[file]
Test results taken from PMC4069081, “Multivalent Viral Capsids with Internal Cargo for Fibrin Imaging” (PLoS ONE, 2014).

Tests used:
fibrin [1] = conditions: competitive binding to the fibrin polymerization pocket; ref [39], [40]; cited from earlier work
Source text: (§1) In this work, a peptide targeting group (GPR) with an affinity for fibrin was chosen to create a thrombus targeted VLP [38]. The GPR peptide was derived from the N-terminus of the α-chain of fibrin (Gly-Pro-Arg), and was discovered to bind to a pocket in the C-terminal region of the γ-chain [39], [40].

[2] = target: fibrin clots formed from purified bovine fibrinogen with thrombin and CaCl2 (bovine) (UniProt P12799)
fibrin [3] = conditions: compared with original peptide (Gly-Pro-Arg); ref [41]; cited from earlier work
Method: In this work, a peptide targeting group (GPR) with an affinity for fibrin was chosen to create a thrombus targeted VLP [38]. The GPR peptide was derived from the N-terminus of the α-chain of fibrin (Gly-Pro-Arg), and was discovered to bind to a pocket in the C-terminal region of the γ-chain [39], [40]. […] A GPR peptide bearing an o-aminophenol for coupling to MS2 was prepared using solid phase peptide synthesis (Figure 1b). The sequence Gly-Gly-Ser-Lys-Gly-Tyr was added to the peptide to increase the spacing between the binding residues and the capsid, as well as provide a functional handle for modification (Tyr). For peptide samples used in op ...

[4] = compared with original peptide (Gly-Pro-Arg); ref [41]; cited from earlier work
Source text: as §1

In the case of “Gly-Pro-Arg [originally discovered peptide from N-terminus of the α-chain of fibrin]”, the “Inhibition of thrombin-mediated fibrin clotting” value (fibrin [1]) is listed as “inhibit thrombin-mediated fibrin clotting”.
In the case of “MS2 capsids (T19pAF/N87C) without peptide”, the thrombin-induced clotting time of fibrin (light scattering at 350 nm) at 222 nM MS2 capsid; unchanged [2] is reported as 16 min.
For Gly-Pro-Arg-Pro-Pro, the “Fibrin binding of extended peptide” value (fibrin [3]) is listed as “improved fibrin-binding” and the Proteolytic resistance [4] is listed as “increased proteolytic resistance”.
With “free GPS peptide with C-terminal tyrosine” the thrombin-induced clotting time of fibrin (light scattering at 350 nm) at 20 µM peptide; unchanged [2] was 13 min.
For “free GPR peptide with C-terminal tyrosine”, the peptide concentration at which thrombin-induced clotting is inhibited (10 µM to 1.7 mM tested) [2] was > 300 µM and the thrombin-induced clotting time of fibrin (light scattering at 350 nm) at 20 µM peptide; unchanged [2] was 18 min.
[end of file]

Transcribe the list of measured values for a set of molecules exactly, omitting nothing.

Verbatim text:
Test results taken from PMC4069081, “Multivalent Viral Capsids with Internal Cargo for Fibrin Imaging” (PLoS ONE, 2014).

Tests used:
fibrin [1] = conditions: competitive binding to the fibrin polymerization pocket; ref [39], [40]; cited from earlier work
Source text: (§1) In this work, a peptide targeting group (GPR) with an affinity for fibrin was chosen to create a thrombus targeted VLP [38]. The GPR peptide was derived from the N-terminus of the α-chain of fibrin (Gly-Pro-Arg), and was discovered to bind to a pocket in the C-terminal region of the γ-chain [39], [40].

[2] = target: fibrin clots formed from purified bovine fibrinogen with thrombin and CaCl2 (bovine) (UniProt P12799)
fibrin [3] = conditions: compared with original peptide (Gly-Pro-Arg); ref [41]; cited from earlier work
Method: In this work, a peptide targeting group (GPR) with an affinity for fibrin was chosen to create a thrombus targeted VLP [38]. The GPR peptide was derived from the N-terminus of the α-chain of fibrin (Gly-Pro-Arg), and was discovered to bind to a pocket in the C-terminal region of the γ-chain [39], [40]. […] A GPR peptide bearing an o-aminophenol for coupling to MS2 was prepared using solid phase peptide synthesis (Figure 1b). The sequence Gly-Gly-Ser-Lys-Gly-Tyr was added to the peptide to increase the spacing between the binding residues and the capsid, as well as provide a functional handle for modification (Tyr). For peptide samples used in op ...

[4] = compared with original peptide (Gly-Pro-Arg); ref [41]; cited from earlier work
Source text: as §1

In the case of “Gly-Pro-Arg [originally discovered peptide from N-terminus of the α-chain of fibrin]”, the “Inhibition of thrombin-mediated fibrin clotting” value (fibrin [1]) is listed as “inhibit thrombin-mediated fibrin clotting”.
In the case of “MS2 capsids (T19pAF/N87C) without peptide”, the thrombin-induced clotting time of fibrin (light scattering at 350 nm) at 222 nM MS2 capsid; unchanged [2] is reported as 16 min.
For Gly-Pro-Arg-Pro-Pro, the “Fibrin binding of extended peptide” value (fibrin [3]) is listed as “improved fibrin-binding” and the Proteolytic resistance [4] is listed as “increased proteolytic resistance”.
With “free GPS peptide with C-terminal tyrosine” the thrombin-induced clotting time of fibrin (light scattering at 350 nm) at 20 µM peptide; unchanged [2] was 13 min.
For “free GPR peptide with C-terminal tyrosine”, the peptide concentration at which thrombin-induced clotting is inhibited (10 µM to 1.7 mM tested) [2] was > 300 µM and the thrombin-induced clotting time of fibrin (light scattering at 350 nm) at 20 µM peptide; unchanged [2] was 18 min.